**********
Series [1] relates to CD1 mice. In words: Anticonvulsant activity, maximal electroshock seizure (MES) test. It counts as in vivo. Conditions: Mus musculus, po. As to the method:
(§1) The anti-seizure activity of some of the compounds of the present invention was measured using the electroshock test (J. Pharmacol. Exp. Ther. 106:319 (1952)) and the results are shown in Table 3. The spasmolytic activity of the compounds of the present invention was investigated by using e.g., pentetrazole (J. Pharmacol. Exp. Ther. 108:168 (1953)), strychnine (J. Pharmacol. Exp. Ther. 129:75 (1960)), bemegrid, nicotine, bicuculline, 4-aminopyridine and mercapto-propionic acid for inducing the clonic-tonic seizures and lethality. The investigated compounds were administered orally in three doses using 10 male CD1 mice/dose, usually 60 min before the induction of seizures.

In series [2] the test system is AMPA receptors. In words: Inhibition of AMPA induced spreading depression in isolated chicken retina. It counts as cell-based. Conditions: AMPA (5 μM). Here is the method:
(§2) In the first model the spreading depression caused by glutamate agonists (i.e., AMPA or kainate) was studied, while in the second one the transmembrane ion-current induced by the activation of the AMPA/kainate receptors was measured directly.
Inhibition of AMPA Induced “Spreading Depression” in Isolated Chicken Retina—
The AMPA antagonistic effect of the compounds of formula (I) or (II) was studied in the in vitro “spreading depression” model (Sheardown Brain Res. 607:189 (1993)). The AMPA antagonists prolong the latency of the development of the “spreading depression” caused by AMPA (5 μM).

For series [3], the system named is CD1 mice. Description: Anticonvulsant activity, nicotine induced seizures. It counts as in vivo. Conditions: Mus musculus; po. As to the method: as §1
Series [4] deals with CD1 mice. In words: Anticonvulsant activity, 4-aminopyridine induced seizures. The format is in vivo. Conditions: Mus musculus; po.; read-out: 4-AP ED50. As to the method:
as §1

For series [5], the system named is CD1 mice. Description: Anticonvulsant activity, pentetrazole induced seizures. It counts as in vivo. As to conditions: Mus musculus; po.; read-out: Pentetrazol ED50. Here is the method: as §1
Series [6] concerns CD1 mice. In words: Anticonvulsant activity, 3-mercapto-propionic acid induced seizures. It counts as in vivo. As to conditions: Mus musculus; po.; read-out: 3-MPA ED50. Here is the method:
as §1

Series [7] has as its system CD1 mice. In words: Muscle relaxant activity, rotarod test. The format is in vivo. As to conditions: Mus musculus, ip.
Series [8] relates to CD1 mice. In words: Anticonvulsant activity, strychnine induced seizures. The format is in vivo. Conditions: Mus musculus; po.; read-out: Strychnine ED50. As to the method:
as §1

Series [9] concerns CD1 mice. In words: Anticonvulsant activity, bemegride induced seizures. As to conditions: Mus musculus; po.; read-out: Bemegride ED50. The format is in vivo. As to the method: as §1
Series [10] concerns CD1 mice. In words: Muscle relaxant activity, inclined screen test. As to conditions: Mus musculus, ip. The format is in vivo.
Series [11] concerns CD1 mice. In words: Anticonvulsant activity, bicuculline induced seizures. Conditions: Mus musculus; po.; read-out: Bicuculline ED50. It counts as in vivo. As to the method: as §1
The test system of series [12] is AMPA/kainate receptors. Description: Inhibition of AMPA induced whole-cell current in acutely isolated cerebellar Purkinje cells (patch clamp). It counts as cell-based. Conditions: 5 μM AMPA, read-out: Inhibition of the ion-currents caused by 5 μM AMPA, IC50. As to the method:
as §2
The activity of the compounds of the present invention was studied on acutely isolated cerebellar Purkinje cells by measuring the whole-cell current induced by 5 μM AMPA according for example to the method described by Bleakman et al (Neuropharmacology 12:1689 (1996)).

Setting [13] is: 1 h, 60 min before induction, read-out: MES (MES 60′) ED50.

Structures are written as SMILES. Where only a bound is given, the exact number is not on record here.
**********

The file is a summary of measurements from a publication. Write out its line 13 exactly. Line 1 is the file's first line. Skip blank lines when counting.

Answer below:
Series [7] has as its system CD1 mice. In words: Muscle relaxant activity, rotarod test. The format is in vivo. As to conditions: Mus musculus, ip.